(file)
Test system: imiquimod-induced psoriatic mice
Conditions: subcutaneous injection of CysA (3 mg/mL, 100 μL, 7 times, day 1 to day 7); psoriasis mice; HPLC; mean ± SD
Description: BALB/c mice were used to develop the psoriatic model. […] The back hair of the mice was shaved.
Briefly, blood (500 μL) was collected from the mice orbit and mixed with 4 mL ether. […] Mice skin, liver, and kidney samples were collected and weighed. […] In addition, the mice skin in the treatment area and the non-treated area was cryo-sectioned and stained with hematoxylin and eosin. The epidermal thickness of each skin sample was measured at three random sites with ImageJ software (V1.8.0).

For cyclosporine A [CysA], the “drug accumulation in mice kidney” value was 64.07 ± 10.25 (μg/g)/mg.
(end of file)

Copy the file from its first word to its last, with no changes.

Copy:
Test system: imiquimod-induced psoriatic mice
Conditions: subcutaneous injection of CysA (3 mg/mL, 100 μL, 7 times, day 1 to day 7); psoriasis mice; HPLC; mean ± SD
Description: BALB/c mice were used to develop the psoriatic model. […] The back hair of the mice was shaved.
Briefly, blood (500 μL) was collected from the mice orbit and mixed with 4 mL ether. […] Mice skin, liver, and kidney samples were collected and weighed. […] In addition, the mice skin in the treatment area and the non-treated area was cryo-sectioned and stained with hematoxylin and eosin. The epidermal thickness of each skin sample was measured at three random sites with ImageJ software (V1.8.0).

For cyclosporine A [CysA], the “drug accumulation in mice kidney” value was 64.07 ± 10.25 (μg/g)/mg.